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Love Potions

The myth and reality of arousal

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The idea of eating or drinking something to increase sexual desire has been around since the dawn of man. And while there is no doubt that alcohol can be called a very powerful aphrodisiac, its magic comes through a lowering of inhibitions, not stimulation. Unfortunately, the old adage that a "10" could alternatively be a "4" and a six-pack is a lot truer than some of us would like to admit. And while the socially lubricating effect of alcohol has resulted in quite a few unwanted pregnancies, the cumulative effect of too much spirits has the opposite effect, turning Mr. Johnson from a stand-up guy to one where he's falls asleep.

Aphrodisiacs and their effects are in the mind more than anything and suggestively named drinks may do more for arousal through their subliminal nature. While there is no doubt that shooters and sippers such as "Sex on the Beach," "Screaming Orgasms" and "Sloe Comfortable Screws" have been the primary drinks responsible for hookups among the college crowd, it can also be said that most young men and ladies are already primed for that. No one doubts the sexiness of drinking a body shot from a hunk or babe, but ritualized drinking and erotically named cocktails merely get the socially meek over the hump, so to speak.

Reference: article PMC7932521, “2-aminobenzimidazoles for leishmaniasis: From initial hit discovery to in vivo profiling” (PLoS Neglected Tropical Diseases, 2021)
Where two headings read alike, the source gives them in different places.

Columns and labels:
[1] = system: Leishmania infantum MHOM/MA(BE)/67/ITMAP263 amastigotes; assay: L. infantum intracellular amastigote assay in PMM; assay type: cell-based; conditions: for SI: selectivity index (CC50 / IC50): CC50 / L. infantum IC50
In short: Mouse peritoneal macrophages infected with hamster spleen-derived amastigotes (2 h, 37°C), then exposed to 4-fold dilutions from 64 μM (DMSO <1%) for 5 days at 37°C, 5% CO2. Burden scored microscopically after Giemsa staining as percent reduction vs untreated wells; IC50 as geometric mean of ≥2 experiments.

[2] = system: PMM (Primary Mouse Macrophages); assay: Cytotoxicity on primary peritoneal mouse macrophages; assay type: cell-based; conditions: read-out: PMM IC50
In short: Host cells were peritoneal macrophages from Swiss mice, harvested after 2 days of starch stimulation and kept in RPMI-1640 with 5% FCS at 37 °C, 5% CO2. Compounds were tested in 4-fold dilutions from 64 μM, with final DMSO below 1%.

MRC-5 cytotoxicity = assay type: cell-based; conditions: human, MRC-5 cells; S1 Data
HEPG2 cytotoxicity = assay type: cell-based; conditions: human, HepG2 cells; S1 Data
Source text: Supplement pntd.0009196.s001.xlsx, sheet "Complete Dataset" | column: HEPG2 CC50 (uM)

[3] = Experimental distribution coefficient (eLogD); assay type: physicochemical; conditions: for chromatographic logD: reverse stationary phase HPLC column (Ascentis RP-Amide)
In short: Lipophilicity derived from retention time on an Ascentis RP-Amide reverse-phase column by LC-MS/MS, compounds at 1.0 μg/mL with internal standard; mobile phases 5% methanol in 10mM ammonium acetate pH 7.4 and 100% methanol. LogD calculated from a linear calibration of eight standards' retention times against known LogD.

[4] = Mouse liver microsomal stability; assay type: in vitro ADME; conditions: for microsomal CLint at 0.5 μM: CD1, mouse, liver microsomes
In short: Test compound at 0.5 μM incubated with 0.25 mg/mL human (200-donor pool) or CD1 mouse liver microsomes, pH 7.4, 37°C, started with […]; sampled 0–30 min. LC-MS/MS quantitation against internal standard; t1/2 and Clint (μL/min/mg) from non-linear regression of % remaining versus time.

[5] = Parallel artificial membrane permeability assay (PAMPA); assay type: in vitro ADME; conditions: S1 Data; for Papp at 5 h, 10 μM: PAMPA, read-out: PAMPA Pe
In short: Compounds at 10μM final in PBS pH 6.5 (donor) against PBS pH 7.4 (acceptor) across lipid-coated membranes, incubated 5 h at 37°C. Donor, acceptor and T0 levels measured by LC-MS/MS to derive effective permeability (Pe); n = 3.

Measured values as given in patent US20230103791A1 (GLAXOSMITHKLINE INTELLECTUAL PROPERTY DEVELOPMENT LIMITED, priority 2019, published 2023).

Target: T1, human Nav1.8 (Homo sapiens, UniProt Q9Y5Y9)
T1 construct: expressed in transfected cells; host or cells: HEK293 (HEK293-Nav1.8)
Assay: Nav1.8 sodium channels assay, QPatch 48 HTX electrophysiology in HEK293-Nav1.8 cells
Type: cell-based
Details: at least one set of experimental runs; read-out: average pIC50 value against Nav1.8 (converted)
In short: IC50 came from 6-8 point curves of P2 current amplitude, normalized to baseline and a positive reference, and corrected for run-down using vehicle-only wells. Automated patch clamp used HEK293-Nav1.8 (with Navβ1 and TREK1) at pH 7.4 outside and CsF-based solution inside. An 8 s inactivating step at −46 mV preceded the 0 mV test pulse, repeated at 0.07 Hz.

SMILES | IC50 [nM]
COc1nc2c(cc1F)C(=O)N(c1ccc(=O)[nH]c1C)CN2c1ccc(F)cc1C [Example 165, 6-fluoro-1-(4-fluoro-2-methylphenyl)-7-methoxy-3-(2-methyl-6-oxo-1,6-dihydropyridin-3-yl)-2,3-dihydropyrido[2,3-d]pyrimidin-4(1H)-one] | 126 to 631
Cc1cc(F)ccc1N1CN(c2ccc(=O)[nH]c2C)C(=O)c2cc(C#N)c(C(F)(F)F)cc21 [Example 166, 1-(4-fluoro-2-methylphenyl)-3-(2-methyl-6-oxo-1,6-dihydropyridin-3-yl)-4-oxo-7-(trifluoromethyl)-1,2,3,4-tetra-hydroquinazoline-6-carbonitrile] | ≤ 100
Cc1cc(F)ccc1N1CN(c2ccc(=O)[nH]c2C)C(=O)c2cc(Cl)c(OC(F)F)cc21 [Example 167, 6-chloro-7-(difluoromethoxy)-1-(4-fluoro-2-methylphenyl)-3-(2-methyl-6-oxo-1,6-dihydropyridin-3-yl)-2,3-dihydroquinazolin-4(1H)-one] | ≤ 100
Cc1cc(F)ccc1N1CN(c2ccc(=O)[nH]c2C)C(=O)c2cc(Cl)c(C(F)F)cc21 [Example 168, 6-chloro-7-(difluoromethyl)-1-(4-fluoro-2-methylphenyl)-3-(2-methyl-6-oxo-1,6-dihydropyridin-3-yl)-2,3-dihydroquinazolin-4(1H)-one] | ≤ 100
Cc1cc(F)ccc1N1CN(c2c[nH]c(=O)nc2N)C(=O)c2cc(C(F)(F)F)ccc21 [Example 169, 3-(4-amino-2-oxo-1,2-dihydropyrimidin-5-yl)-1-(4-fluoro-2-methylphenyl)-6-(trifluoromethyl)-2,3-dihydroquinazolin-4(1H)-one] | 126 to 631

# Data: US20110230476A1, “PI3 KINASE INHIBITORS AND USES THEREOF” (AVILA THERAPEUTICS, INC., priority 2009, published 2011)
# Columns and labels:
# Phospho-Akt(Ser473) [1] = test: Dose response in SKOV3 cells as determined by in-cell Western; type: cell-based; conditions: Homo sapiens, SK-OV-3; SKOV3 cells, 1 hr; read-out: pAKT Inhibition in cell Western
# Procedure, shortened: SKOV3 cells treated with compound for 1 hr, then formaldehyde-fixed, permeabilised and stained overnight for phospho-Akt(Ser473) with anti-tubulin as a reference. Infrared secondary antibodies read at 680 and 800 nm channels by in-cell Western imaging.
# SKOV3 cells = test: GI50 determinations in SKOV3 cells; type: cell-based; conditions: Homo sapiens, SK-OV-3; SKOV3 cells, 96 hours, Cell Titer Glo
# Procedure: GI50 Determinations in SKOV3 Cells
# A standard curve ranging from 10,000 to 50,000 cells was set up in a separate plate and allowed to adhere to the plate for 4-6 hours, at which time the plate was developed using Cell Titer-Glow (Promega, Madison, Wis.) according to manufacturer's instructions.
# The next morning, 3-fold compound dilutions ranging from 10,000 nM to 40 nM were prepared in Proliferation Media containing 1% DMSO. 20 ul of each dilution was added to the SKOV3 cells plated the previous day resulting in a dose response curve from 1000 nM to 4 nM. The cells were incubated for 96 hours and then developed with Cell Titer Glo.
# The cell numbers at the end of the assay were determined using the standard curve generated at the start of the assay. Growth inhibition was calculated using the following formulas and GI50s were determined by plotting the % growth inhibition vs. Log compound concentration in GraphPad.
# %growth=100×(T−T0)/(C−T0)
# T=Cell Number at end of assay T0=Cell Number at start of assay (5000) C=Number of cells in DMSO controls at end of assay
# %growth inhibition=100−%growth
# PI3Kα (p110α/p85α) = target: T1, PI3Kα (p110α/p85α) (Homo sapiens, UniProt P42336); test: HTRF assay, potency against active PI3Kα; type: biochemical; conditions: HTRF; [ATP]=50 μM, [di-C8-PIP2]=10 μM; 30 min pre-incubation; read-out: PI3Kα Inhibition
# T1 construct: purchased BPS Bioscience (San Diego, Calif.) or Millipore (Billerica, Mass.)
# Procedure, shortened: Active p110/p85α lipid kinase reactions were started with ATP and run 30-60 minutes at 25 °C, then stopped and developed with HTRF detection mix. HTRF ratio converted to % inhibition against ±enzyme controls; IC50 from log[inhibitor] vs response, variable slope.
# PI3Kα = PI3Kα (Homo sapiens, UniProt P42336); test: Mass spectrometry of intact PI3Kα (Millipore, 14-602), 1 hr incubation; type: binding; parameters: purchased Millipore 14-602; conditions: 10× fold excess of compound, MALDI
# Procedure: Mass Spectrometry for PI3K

There are other concoctions, however, that through the ages have allegedly had some positive results. Spanish fly, the legendary potion to stimulate lovers into wild abandonment has been called a myth by some, but in reality it is an actual insect--the green blister beetle. Spanish fly achieves its aphrodisiac's status by irritating the urethra while being expelled by the kidneys. The irritation is allegedly pleasurable and may entice an erection, but ingesting more than 1.6 grams of the insect results in death after 24 hours. One recipe reference to a drink made with Spanish fly appeared in William S. Burroughs' Naked Lunch. This fictional cocktail he dubbed "Victory Punch" contained Spanish fly, black rum, Napoleon brandy, paregoric (active ingredient--morphine) and Sterno. I say "fictional" because no one sane would attempt drinking such a cocktail--although the mental status of Burroughs has been questioned over the years.

Oysters have also been credited with being a sexual stimulant and there is no better way to down the mollusks than in an oyster shooter with tequila or vodka. A Greek physician first prescribed oysters to keep the sex drive alive sometime between AD 130 and 200, and perhaps because of the zinc content--needed for the production of testosterone--there may be some benefit. Mostly, though, if you are willing to put a slimy oyster in your mouth anything else following should be a pleasurable step up.

The Kama Sutra is an ancient tome detailing the ancient art of love making makes for good reading and offers suggestions for unique positions only a yoga master can accomplish, but it also has a couple recipes for love potions. The first, a drink made from equal parts ghee, honey, sugar, licorice, the juice of fennel bulbs and milk is said to enhance the libido. And if that doesn't work an alternative concoction suggests boiling a ram's testicle in milk and sugar. Yummy delicious.

While not a drink, PT-141 is currently in phase III clinical trials as a medication used in the form of a nose spray which enhances sexual desire in men and women. Unlike Viagra, which effects the vascular system and fixes erectile dysfunction, PT-141 may be the first real aphrodisiac that physically increases sexual desire through a compound. Interestingly enough, it was discovered as a byproduct of a sunless tanning agent when volunteer testers began getting aroused.